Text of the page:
Between my second and third year of Mechanical Engineering at the Schulich School of Engineering, I was fortunate enough to receive an NSERC Undergraduate Research Award (USRA) to work with Dr. Tannin Schmidt and a fellow student Cecilia Alvarez on a project involving the development of biotheraputics for osteoarthritis treatment.
We were interested in the lubricating properties of a protein found in the synovial fluid (SF) in your joints, Proteoglycan-4 (PRG4, or Lubricin), as it contributes to the overall maintenance and integrity of the joint. At the time, techniques used to purify this protein from the native SF relied on the use of highly concentrated salt solutions to aid in separation of the various components.
Salt tends to denature proteins – causes structural changes that can alter their mechanical properties. You can test this in your kitchen by cracking an egg into a pan and immediately salting it versus waiting for it to cook before salting. The former case will result in a runnier egg. It had been shown that PRG4 existed in two forms, a Monomer and a Multimer (links of monomers), and that treatment of the PRG4 protein with heavy salt solution diminished it’s lubricating function, but a link between the structure and function of the protein had not been established.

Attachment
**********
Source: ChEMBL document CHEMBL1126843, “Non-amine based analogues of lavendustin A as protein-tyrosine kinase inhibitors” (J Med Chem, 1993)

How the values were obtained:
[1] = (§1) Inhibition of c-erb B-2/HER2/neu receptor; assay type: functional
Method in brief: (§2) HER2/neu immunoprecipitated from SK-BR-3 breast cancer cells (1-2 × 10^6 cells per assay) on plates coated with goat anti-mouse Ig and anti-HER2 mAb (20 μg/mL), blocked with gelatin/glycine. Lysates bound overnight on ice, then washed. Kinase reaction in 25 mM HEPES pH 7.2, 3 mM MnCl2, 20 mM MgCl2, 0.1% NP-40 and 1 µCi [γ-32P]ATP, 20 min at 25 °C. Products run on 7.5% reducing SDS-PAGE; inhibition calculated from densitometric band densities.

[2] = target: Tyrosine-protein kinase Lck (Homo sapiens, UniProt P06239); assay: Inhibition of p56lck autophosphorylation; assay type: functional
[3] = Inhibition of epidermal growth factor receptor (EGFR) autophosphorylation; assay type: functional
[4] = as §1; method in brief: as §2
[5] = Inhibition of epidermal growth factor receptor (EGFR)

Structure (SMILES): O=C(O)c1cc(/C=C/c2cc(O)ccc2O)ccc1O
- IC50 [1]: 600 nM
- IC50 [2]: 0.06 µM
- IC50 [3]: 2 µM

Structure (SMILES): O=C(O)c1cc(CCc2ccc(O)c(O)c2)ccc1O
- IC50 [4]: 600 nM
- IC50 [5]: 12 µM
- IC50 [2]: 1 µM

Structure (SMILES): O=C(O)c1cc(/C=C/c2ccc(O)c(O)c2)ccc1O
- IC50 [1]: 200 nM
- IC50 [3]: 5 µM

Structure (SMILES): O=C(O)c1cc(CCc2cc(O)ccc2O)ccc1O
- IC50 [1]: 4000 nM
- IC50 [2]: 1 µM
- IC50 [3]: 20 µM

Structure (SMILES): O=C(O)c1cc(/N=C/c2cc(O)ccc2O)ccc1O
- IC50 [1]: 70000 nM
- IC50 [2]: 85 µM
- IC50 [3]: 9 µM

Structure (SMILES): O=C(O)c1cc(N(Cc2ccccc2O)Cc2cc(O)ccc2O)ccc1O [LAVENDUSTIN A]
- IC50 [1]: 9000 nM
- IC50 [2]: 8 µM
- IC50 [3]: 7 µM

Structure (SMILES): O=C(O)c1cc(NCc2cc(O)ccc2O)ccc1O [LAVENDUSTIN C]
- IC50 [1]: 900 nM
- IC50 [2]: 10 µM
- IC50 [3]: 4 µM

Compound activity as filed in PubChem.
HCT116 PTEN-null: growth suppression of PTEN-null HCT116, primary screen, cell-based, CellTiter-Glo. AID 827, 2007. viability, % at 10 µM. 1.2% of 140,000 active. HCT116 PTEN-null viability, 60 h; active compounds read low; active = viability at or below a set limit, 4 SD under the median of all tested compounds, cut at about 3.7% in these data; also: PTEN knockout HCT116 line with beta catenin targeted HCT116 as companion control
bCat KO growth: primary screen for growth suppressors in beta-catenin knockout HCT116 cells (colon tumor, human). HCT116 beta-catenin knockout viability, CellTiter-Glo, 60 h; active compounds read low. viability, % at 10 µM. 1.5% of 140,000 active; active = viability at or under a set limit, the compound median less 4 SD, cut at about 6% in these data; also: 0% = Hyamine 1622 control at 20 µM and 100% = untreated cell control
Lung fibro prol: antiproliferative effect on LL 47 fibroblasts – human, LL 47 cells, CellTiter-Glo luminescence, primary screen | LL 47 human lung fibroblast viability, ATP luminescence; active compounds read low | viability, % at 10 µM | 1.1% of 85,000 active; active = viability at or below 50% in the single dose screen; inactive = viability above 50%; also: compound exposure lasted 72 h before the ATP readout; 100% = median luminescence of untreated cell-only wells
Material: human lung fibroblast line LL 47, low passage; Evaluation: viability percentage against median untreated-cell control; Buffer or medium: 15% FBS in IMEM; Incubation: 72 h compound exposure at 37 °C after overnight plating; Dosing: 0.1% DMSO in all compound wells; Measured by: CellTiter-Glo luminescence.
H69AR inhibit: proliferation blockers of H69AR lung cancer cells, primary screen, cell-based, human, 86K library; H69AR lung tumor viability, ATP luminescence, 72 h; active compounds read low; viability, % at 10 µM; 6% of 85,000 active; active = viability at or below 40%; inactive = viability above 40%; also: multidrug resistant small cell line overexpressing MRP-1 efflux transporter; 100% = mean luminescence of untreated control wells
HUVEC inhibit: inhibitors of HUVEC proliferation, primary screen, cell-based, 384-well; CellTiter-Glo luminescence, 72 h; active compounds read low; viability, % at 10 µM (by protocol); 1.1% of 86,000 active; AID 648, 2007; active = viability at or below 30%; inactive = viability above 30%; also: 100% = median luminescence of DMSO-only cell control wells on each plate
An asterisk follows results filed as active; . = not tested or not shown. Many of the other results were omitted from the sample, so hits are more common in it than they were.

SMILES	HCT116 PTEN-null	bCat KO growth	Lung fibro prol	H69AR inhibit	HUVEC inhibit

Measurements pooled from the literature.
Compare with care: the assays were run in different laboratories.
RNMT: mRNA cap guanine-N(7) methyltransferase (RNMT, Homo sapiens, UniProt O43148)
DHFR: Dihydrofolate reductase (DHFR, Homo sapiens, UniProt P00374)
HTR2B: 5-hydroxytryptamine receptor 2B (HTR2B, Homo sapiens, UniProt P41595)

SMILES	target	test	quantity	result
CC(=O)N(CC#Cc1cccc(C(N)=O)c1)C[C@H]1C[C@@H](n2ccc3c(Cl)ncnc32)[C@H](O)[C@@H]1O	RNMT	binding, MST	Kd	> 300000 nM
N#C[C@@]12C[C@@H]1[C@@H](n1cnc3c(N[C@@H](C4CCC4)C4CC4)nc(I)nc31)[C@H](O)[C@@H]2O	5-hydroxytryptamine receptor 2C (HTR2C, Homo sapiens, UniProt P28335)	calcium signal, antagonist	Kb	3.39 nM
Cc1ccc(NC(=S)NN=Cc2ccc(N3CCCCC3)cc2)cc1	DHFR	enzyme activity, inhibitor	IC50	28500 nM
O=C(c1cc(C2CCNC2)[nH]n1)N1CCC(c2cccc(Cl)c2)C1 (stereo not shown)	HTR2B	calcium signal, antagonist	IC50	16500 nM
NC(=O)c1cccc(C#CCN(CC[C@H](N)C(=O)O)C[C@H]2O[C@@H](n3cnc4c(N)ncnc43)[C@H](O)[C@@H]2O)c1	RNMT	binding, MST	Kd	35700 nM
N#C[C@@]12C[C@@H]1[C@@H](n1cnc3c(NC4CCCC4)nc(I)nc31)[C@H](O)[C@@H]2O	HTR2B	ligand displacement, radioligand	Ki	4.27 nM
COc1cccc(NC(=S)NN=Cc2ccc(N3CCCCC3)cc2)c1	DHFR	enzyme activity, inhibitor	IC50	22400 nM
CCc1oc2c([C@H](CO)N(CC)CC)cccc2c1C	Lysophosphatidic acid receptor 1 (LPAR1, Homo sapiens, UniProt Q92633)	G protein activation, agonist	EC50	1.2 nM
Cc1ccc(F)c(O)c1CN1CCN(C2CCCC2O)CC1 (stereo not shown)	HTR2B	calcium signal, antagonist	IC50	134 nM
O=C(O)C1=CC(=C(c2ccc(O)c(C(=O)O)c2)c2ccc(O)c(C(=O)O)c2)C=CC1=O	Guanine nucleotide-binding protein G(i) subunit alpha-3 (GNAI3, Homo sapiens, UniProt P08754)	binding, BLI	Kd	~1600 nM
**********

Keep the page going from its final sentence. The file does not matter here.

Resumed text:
Using biochemical methods, we separated the PRG4 protein from bovine synovial fluid and used it as the lubricant in biomechanical friction tests performed with a Bose Electroforce machine. I would walk to a nearby butcher shop who were used to getting bizarre research requests, and spend a day in the lab with a scalpel, bone saw and drill press creating annulus and core samples from bovine stifle joints.
We could place these bone/cartilage plugs into the Bose Electroforce and lubricate them with different preparations of PRG4 proteins, compared to the synovial fluid control.
Our research, presented by myself at the 2010 Orthopaedic Research Society’s international conference, showed that the heavy salts used in separating the PRG4 molecule from synovial fluid were altering the structure AND the function of the PRG4 protein, meaning that researchers aiming to study the protein should find other methods of purifying it.